Posted on: October 23, 2022 Posted by: Glacier Staff Comments: 0

By Emma Gomez, News Editor

Nearly half of LGBTQ youth feel “under attack” because of their sexual orientation, and less than a third feel “very comfortable” expressing their identity at school, according to a recent poll by the Harvard Kennedy School Institute of Politics. 

To provide places on campus where members of the LGBTQIA+ community can go to talk without fear of judgment, Moraine Valley is offering training to faculty and staff members who want to become allies.

Safe Zone allies display a sign near their workspaces so those in need of help can find it.

More than 50 people have registered for the trainings this fall, with more than 30 people completing the course so far.

Those who complete the training can continue the discussion with the program’s coordinators, Amanda Mesirow and Rory Smith. If they meet the requirements, they can display a sign to indicate that they are committed to being a LGBTQIA+ ally for all everyone on campus.

“We have been so humbled by the interactions with our colleagues in the trainings,” said Mesirow, who is Code of Conduct coordinator for Moraine. “We work with some spectacular professionals who want to help our students feel safe.”

An example of when a Safe Zone can be needed is when a person part of the LGBTQIA+ community is facing discrimination such as being called the wrong pronouns or experiencing harassment by others. Then, if that person wants to talk about what happened, they can go to any Safe Zone and talk without being judged or mistreated. The Safe Zone ally can then set the person up with resources if needed.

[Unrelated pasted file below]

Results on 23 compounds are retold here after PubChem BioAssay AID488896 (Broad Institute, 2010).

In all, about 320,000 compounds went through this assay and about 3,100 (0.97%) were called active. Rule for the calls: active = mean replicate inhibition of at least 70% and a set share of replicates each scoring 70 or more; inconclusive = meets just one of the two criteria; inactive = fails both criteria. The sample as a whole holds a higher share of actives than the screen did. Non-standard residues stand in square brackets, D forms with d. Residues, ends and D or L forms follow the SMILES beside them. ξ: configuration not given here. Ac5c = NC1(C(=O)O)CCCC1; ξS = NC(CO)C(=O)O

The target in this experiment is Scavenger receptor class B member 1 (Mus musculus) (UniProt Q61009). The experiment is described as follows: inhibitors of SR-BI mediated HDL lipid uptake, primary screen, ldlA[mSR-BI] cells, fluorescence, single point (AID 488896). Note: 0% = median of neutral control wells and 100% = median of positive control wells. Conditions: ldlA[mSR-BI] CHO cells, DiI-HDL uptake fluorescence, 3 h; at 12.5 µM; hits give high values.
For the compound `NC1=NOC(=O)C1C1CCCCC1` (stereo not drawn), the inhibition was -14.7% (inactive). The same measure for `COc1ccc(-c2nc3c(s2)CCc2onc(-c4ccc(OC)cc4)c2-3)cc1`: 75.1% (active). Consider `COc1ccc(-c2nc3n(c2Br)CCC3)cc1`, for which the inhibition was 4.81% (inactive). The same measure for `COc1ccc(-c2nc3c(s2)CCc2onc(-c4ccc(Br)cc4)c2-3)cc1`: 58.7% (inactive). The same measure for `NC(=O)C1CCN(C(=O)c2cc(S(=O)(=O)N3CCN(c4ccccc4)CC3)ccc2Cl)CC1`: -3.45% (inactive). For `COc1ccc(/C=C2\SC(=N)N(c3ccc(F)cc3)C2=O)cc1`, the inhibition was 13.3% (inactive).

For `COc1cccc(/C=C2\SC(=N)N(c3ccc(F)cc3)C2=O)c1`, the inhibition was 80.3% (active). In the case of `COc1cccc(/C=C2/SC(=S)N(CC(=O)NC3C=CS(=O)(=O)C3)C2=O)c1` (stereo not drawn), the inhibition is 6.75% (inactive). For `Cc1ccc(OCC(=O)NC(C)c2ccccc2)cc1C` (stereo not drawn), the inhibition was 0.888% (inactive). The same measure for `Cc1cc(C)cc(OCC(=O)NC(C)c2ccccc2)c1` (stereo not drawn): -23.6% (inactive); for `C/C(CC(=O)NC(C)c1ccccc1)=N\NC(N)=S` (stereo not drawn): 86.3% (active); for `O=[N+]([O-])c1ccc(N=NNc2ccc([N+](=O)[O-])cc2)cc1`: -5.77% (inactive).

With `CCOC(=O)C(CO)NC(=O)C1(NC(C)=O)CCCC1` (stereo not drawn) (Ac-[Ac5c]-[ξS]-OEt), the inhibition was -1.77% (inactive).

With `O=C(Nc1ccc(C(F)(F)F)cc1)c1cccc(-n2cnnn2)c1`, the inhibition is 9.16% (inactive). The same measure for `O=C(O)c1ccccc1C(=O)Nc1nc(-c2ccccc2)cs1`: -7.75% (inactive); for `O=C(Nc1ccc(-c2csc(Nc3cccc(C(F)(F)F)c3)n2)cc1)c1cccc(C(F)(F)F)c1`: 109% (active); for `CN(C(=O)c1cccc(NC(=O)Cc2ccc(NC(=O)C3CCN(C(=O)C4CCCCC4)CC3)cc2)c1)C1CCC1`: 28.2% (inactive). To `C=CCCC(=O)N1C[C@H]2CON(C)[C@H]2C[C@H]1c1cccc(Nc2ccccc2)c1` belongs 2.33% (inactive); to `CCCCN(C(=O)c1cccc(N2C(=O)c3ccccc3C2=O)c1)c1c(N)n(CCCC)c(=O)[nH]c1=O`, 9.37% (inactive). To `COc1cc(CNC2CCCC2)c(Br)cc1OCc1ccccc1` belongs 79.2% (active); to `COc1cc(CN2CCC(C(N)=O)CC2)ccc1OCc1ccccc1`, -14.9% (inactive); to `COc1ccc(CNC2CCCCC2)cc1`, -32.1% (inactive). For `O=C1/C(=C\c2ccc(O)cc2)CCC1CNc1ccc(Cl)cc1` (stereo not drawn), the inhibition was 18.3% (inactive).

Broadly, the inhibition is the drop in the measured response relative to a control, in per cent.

A training session was held on Staff Development Day on Oct. 4, and additional sessions are being held all throughout this fall semester for interested faculty and staff. The training is intended to teach the participants more about LGBTQIA+ identities and experiences. It also challenges any misconceptions or misinformation they previously held.

“I think it’s important to note that in accordance with Moraine Valley Community College’s Core Values, all members of the MVCC community are expected to create an environment that is respectful, fair, inclusive and equitable,” said Natalie Hall, coordinator of technical services for the library. “But Safe Zone training provides an opportunity to specifically show support for the LGBTQIA+ community on campus.”

Safe zone trainings are two hours long and consist of small and large group discussions, time for personal reflection, and even practicing ally behavior in a variety of scenarios. The training allows faculty and staff to get real experience with what to do in these situations.

“I don’t work directly with that many students, but I have the opportunity to supervise and mentor a lot of new library employees and I wanted to make sure that from the minute they come to work in my area that they know they are welcomed, valued, and supported, and that I am available as a resource if they need it,” Hall said.

The Safe Zones are a part of Moraine’s effort to provide a safe space not only for students, but for everyone in the community. While doing research, the program found that LGBTQIA+ students face bias on campus and in society. The program also went through existing research and literature, along with conducting surveys with groups of faculty, staff, and students.

Even those in the LGBTQIA+ community are invited to attend training to help understand Moraine’s expectations, address any stereotypes and incorporate updated terminology and practices into their work.

“Trainings have been going very well, and we are already discussing changes for next spring,” Mesirow said.

Faculty and staff wanting to know more about upcoming training sessions can contact the program’s coordinators for more information. Students wanting to know more about these safe zones and LGBTQIA+ resources on campus can contact GASP Club advisors Jeffery McCully or Dan Matthews.